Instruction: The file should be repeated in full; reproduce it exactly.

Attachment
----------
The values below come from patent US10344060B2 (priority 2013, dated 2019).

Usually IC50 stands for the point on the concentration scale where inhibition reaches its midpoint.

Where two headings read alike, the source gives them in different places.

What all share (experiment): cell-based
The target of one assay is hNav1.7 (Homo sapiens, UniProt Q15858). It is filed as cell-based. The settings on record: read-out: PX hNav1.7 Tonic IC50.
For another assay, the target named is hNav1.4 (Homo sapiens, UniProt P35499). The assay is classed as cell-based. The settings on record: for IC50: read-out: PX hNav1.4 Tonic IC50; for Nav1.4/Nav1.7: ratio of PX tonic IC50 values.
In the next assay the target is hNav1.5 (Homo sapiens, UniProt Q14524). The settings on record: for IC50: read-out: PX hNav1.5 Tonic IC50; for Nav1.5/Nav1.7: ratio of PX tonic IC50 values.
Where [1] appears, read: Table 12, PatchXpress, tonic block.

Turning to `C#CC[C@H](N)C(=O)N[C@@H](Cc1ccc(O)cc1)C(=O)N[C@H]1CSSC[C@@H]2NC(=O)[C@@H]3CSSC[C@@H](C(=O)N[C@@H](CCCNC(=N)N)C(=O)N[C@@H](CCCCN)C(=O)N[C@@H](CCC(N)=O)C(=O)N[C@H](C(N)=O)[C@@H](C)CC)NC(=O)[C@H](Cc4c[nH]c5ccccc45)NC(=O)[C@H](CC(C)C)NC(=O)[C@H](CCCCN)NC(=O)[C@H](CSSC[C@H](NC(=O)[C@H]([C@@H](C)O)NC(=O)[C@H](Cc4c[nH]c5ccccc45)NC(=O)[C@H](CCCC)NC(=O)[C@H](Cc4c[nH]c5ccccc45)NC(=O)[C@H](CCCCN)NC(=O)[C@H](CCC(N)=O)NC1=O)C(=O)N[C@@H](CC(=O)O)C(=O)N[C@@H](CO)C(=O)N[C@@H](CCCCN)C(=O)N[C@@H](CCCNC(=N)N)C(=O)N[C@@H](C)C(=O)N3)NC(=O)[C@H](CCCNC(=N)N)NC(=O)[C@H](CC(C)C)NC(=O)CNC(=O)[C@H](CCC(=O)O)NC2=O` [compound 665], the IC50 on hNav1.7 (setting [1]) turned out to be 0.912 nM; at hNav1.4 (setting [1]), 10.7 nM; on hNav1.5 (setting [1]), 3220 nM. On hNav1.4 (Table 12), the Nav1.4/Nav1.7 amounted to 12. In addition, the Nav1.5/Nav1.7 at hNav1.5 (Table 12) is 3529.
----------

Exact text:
The values below come from patent US10344060B2 (priority 2013, dated 2019).

Usually IC50 stands for the point on the concentration scale where inhibition reaches its midpoint.

Where two headings read alike, the source gives them in different places.

What all share (experiment): cell-based
The target of one assay is hNav1.7 (Homo sapiens, UniProt Q15858). It is filed as cell-based. The settings on record: read-out: PX hNav1.7 Tonic IC50.
For another assay, the target named is hNav1.4 (Homo sapiens, UniProt P35499). The assay is classed as cell-based. The settings on record: for IC50: read-out: PX hNav1.4 Tonic IC50; for Nav1.4/Nav1.7: ratio of PX tonic IC50 values.
In the next assay the target is hNav1.5 (Homo sapiens, UniProt Q14524). The settings on record: for IC50: read-out: PX hNav1.5 Tonic IC50; for Nav1.5/Nav1.7: ratio of PX tonic IC50 values.
Where [1] appears, read: Table 12, PatchXpress, tonic block.

Turning to `C#CC[C@H](N)C(=O)N[C@@H](Cc1ccc(O)cc1)C(=O)N[C@H]1CSSC[C@@H]2NC(=O)[C@@H]3CSSC[C@@H](C(=O)N[C@@H](CCCNC(=N)N)C(=O)N[C@@H](CCCCN)C(=O)N[C@@H](CCC(N)=O)C(=O)N[C@H](C(N)=O)[C@@H](C)CC)NC(=O)[C@H](Cc4c[nH]c5ccccc45)NC(=O)[C@H](CC(C)C)NC(=O)[C@H](CCCCN)NC(=O)[C@H](CSSC[C@H](NC(=O)[C@H]([C@@H](C)O)NC(=O)[C@H](Cc4c[nH]c5ccccc45)NC(=O)[C@H](CCCC)NC(=O)[C@H](Cc4c[nH]c5ccccc45)NC(=O)[C@H](CCCCN)NC(=O)[C@H](CCC(N)=O)NC1=O)C(=O)N[C@@H](CC(=O)O)C(=O)N[C@@H](CO)C(=O)N[C@@H](CCCCN)C(=O)N[C@@H](CCCNC(=N)N)C(=O)N[C@@H](C)C(=O)N3)NC(=O)[C@H](CCCNC(=N)N)NC(=O)[C@H](CC(C)C)NC(=O)CNC(=O)[C@H](CCC(=O)O)NC2=O` [compound 665], the IC50 on hNav1.7 (setting [1]) turned out to be 0.912 nM; at hNav1.4 (setting [1]), 10.7 nM; on hNav1.5 (setting [1]), 3220 nM. On hNav1.4 (Table 12), the Nav1.4/Nav1.7 amounted to 12. In addition, the Nav1.5/Nav1.7 at hNav1.5 (Table 12) is 3529.